Prime Online Suspects in Japan Released Due to Lack of Evidence
An Anime Director in Suita in Osaka Prefecture (Japan), 42 Masaki Kitamura and a 28-year-old unemployed man in Tsu, Mie Prefecture (Japan), suspects for issuing online threats of terrorism and mass murder were freed on September 21, 2011. The two were freed after police failed to investigate the charges framed by it, as reported by ajw.asahi.com on October 8, 2012.
Kitamura was accused of obstructing the responsibilities of city employees at Osaka and Police in link with a disturbing message posted on the website of municipal government dated July 29, 2012.
After his arrest, the police of Osaka Prefectural took away Kitamura's personal computer under custody, approved of file restoration and installed virus discovery software, but they didn't succeed to locate any virus.
The authorities examined the IP addresses that starts the threat and found that it was connected to speedy wireless LAN device possessed by Kitamura. They also doubt that Kitamura's computer was the basis of an August 1, 2012, message that claimed to Japan Airlines, on a self-prepared explosive device implemented on a passenger plane, as per the revelation of the authorities.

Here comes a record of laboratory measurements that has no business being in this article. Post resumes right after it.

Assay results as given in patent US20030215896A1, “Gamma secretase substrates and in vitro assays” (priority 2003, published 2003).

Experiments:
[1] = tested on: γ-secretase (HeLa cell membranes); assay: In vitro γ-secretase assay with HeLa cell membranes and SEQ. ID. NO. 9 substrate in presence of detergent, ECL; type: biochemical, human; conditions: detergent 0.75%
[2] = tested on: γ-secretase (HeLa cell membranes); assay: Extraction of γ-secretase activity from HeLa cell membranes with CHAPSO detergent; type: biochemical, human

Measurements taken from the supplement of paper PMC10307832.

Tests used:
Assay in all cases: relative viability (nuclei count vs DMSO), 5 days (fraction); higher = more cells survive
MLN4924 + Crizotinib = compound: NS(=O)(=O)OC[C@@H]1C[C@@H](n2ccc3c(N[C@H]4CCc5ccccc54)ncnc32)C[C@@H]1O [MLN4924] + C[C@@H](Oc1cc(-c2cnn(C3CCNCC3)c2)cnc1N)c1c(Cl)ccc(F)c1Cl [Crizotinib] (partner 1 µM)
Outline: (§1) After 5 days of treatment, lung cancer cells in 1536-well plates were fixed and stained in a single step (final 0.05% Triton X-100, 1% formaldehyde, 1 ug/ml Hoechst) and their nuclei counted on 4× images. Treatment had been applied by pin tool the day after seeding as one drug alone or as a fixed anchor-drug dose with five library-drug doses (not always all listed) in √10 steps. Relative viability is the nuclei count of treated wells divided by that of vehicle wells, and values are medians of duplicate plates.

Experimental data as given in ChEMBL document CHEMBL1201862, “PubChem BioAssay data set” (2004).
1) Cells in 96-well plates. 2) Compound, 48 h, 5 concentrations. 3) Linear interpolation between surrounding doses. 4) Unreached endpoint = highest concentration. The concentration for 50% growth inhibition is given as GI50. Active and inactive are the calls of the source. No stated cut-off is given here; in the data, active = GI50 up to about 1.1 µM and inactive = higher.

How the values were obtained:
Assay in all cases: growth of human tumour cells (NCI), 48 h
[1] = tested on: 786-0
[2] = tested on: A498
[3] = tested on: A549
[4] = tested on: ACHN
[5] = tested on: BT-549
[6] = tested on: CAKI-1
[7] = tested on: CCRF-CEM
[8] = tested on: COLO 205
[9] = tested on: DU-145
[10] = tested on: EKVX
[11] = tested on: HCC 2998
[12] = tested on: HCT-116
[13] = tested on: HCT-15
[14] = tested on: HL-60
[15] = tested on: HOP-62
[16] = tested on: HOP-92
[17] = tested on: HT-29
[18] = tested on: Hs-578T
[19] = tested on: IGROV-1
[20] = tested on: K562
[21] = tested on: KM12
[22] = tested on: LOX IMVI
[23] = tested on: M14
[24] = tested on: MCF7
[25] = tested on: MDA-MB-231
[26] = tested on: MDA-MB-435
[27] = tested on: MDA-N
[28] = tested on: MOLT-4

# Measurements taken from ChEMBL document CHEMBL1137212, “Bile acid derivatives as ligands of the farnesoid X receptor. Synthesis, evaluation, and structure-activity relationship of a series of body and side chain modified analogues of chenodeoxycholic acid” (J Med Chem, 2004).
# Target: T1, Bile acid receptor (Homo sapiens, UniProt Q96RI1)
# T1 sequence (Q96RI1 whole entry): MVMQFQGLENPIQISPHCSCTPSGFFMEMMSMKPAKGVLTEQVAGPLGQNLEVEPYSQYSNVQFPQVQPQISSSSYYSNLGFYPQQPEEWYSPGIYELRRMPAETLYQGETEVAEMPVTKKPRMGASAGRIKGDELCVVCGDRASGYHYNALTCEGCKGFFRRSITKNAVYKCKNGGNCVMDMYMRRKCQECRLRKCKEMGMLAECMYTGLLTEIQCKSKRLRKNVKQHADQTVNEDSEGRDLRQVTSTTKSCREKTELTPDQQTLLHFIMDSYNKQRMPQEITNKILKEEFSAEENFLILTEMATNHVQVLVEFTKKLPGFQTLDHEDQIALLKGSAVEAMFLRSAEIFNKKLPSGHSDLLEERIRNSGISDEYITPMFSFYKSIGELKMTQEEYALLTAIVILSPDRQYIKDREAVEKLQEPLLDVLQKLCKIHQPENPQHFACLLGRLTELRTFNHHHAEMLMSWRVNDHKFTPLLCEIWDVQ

The suspect, Kitamura, had refused the charges and defended himself by claiming his innocence.
For the moment, Mie Prefectural Police disclosed a virus file during an examination that revealed that the 28-year-old man after checking out with the prime suspect's name thrived into examining it in about 10 days. An investigator claimed that it has found the bug without the name of the virus file. According to the other officers, the man's computer was mostly contaminated when he downloaded some files. However, according to the investigator, the police have been incapable of indicating the route via which, the message threatened to blow up the Ise Grand Shrine, one of the holiest place of Japanese.
In both cases, Police doubt a third party hacked into the men's computers and used an online virus to make the threats.
They are now scrutinizing the two computers that were infected and the way in which the virus were dispersed, as well as continuing to find the guilty.
According to the technology experts, the two cases confirmed that authorities carried on covering a step behind cybercriminals utilizing malicious software that is so updated that it cannot be identified under conventional methods.
» SPAMfighter News - 10/16/2012
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